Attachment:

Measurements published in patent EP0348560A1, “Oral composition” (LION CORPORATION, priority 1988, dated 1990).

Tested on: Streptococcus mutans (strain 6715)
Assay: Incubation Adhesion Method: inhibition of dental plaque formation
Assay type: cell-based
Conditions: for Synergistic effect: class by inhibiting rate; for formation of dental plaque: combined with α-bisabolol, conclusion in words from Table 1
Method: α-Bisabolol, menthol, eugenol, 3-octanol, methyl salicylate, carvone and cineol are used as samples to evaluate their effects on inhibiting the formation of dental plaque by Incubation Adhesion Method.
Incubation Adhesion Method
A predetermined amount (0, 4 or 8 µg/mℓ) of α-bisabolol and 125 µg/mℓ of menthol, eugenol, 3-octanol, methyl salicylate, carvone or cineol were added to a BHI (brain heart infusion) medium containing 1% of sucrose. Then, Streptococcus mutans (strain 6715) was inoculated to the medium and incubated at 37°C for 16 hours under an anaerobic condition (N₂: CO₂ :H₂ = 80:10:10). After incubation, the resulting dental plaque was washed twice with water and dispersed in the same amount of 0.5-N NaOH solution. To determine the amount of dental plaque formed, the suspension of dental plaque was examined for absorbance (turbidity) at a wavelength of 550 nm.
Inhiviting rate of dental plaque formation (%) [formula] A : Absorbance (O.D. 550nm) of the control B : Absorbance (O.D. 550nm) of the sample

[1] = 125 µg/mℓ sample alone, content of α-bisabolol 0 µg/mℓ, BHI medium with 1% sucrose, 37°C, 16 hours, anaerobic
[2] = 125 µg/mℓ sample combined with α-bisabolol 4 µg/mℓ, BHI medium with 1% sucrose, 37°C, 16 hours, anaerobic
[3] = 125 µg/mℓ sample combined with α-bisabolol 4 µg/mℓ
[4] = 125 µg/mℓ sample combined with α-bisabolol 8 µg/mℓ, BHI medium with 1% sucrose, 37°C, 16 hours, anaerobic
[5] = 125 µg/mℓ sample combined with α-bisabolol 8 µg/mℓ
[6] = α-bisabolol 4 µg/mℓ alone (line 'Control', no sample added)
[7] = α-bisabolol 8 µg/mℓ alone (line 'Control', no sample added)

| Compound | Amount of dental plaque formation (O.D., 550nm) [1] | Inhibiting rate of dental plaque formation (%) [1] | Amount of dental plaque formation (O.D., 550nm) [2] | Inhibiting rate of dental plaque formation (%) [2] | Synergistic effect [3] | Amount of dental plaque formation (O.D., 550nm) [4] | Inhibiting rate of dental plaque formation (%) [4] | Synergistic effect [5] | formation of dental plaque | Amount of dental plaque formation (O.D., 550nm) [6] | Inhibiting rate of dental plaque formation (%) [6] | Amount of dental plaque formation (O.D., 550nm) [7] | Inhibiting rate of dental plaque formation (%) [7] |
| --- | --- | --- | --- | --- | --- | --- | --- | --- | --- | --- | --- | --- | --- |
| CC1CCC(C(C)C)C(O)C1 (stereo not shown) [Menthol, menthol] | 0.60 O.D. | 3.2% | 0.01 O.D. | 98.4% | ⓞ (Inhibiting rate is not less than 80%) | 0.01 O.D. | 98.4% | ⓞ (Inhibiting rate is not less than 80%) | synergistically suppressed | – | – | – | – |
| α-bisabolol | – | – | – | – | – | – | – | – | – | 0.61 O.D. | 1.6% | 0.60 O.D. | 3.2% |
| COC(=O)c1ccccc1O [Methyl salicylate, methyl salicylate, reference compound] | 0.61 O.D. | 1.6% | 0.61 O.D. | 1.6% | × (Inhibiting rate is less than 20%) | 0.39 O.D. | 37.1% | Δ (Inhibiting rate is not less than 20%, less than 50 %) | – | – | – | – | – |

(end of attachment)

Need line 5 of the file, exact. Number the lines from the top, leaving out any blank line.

Conditions: for Synergistic effect: class by inhibiting rate; for formation of dental plaque: combined with α-bisabolol, conclusion in words from Table 1